Friday, 22 August 2008

Going for Bronze

Have you been glued to the Olympics, like me? Every morning, instead of my usual "BBC Breakfast" program, I've been watching the BBC's live coverage of the summer Olympics in Beijing. Throughout the day, at work, we've been checking the BBC's website for updates; "Have we won another medal yet?" is a common refrain from whomever has spent the last hour in a meeting. 7pm is the highlights program - another must watch.

Given my dual-country-status as an Aussie who has spent half her life in Britain, I'm particularly amused by the rivalry that has developed on the British side, where the Brits are happy but only because they have more gold medals than the Aussies. Throughout the last two weeks it's been "We've almost caught up with the Australians," "We're level on Gold medals," "The Aussies are ahead," etc. And this isn't just my husband teasing me; it's happening on the BBC, too. The current status:-

Gold 18
Silver 13
Bronze 11
Total = 42
Ranking 3rd


Gold 11
Silver 14
Bronze 16
Total = 41
Ranking 6th
I'm not bitter. Honest. When you consider that Australia's population is less than 1/10th that of the United States and about 1/5 that of Great Britain or France or Germany, coming 6th in the Olympics is a huge achievement. Especially when I remember the dark days of the Montreal Olympics, where we won one (1) single Silver medal and four (4) Bronze.*

For the Australian nation, coming home from Montreal with FIVE medals and no gold medals was a huge shock to the system, a real ego blow. There is a huge part of our national identity tied up in sport. We're a small nation at the empty end of the planet; not much sphere of influence there. Sport is one way of getting our collective voice heard in the big wide world. Virtually all our national heroes are sporting heroes (understandable when your recorded history only goes back some 200-odd years). Montreal was a turning point. It lead to the founding of the Australian Institute of Sport and the subsequent professionalising of much of Australia's sporting infrastructure. And 32 years later, I'm enjoying watching the results.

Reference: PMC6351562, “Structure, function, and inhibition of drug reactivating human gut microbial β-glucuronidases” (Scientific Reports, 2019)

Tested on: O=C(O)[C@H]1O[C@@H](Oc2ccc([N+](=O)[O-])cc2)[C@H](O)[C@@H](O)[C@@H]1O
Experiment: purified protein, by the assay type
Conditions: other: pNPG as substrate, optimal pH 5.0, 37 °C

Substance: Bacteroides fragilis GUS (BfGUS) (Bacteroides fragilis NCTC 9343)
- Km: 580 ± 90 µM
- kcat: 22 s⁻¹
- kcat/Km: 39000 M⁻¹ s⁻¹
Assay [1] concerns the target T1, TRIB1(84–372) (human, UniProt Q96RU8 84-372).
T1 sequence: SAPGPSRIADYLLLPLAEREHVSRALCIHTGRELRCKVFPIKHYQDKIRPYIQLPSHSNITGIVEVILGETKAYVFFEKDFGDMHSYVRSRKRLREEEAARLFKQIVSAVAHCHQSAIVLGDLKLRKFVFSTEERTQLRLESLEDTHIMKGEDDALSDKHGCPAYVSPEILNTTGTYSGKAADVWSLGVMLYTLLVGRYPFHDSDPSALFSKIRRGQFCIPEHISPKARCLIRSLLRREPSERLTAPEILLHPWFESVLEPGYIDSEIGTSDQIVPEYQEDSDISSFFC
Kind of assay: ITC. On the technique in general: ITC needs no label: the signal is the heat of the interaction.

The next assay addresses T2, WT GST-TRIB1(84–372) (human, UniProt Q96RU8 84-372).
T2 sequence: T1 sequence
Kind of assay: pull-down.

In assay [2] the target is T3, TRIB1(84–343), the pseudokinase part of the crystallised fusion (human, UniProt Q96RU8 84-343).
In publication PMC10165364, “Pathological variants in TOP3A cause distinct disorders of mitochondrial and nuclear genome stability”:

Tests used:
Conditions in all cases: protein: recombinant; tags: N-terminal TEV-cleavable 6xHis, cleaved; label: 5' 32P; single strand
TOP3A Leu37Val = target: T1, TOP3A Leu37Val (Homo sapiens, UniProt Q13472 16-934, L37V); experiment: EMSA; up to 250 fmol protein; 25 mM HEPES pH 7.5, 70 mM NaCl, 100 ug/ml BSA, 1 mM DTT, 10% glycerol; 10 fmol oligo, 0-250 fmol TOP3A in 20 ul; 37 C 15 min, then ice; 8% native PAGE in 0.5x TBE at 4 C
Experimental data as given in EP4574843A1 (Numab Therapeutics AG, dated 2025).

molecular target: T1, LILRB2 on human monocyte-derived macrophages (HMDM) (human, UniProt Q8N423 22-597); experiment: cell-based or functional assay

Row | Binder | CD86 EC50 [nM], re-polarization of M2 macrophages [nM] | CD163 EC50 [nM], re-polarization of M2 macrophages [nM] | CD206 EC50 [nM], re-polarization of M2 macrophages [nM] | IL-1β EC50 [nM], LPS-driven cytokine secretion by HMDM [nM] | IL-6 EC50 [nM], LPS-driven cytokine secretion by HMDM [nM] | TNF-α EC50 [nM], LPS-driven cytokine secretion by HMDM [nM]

Ahem... Pamela. Stop avoiding the Question. How is your Olympics challenge?

OK, a confession. I've been avoiding blogging because I haven't been very successful at my challenge. I've been trying to figure out a way to put a positive spin on all this, but I'm failing. I'm not worthy of a gold medal. Or a silver. But I reckon my case for a bronze is still valid.

Over the last 15 days, there have been six when I didn't exercise/perform the challenge. I lost last weekend to a migraine (which finally wore off completely on Monday) and three days to laziness. By my reckoning, the migraine took me from gold (perfect score) to silver. It was beyond my control.

As long as I continue to exercise until the closing ceremony on Sunday, I think I still deserve the bronze. Yes, laziness reared it's ugly head, but I have managed to beat it back into it's corner during the majority of the days of the Challenge. And that is what an Olympic Challenge is all about really - picking a goal and fighting your way past the demons until you succeed.

- Pam (Come on Aussies Come on!!!)

*That's actually more than I remembered. I only remembered the Bronze in the swimming, and was checking out the name of the swimmer** on the Australian Olympic Committee website when I found the real tally.

**His name was Stephen Holland, a.k.a. "Super Fish".

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